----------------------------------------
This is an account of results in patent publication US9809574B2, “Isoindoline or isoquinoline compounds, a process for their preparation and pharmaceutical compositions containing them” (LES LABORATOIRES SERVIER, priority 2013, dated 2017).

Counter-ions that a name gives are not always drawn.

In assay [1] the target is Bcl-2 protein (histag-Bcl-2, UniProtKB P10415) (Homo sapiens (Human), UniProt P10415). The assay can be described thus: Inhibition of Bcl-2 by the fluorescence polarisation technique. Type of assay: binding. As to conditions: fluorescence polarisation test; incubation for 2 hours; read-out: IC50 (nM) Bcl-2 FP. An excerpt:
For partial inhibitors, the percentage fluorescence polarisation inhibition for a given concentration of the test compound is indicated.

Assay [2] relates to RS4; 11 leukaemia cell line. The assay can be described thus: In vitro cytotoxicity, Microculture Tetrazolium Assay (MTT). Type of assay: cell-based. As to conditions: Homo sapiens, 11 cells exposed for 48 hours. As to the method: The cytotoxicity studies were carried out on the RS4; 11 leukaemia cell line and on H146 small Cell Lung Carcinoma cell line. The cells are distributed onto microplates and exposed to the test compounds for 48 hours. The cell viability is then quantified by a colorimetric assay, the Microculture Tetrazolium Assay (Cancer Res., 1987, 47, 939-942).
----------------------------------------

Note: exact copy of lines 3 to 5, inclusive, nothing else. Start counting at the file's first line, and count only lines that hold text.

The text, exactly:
In assay [1] the target is Bcl-2 protein (histag-Bcl-2, UniProtKB P10415) (Homo sapiens (Human), UniProt P10415). The assay can be described thus: Inhibition of Bcl-2 by the fluorescence polarisation technique. Type of assay: binding. As to conditions: fluorescence polarisation test; incubation for 2 hours; read-out: IC50 (nM) Bcl-2 FP. An excerpt:
For partial inhibitors, the percentage fluorescence polarisation inhibition for a given concentration of the test compound is indicated.

Assay [2] relates to RS4; 11 leukaemia cell line. The assay can be described thus: In vitro cytotoxicity, Microculture Tetrazolium Assay (MTT). Type of assay: cell-based. As to conditions: Homo sapiens, 11 cells exposed for 48 hours. As to the method: The cytotoxicity studies were carried out on the RS4; 11 leukaemia cell line and on H146 small Cell Lung Carcinoma cell line. The cells are distributed onto microplates and exposed to the test compounds for 48 hours. The cell viability is then quantified by a colorimetric assay, the Microculture Tetrazolium Assay (Cancer Res., 1987, 47, 939-942).